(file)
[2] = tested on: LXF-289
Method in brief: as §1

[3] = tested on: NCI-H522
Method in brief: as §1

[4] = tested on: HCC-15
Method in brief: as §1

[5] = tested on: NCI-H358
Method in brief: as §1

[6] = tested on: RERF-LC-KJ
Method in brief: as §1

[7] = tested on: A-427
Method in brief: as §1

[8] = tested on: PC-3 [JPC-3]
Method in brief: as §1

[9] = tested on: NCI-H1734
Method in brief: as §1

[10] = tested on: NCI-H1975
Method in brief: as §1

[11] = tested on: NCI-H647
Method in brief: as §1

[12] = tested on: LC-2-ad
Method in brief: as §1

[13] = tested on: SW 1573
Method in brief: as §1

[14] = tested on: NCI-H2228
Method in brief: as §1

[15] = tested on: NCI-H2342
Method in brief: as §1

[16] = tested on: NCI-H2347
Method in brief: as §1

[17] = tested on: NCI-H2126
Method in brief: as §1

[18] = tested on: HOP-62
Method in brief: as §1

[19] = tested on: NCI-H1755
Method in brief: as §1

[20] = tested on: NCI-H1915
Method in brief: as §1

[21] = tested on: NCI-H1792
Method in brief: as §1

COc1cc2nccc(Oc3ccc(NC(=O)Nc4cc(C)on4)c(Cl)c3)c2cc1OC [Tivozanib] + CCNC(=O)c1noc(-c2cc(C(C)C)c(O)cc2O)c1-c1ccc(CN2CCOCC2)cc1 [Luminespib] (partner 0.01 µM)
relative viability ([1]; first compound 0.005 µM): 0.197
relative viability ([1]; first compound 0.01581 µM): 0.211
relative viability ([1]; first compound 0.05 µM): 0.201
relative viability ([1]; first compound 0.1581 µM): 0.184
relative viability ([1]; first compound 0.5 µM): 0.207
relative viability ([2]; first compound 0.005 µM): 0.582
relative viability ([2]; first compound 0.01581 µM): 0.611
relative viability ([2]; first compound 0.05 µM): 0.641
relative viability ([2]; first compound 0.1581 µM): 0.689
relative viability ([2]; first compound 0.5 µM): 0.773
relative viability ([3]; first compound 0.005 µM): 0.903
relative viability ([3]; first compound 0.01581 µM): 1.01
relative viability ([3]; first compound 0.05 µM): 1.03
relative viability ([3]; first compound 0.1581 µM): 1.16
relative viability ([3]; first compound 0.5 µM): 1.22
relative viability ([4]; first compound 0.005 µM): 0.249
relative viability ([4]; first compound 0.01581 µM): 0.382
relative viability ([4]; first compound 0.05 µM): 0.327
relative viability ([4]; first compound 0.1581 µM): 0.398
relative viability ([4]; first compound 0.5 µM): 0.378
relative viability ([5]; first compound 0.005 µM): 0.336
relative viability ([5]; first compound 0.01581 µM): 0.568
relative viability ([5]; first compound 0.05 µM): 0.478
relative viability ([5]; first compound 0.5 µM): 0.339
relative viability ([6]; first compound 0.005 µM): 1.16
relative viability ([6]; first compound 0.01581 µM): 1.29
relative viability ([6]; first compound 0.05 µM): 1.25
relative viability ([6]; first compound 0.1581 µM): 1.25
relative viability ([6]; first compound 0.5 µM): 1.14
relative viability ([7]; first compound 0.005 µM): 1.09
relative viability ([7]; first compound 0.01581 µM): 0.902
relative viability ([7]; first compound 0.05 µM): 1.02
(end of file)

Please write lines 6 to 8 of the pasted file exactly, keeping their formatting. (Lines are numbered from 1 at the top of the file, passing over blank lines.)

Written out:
Method in brief: as §1

[5] = tested on: NCI-H358
Method in brief: as §1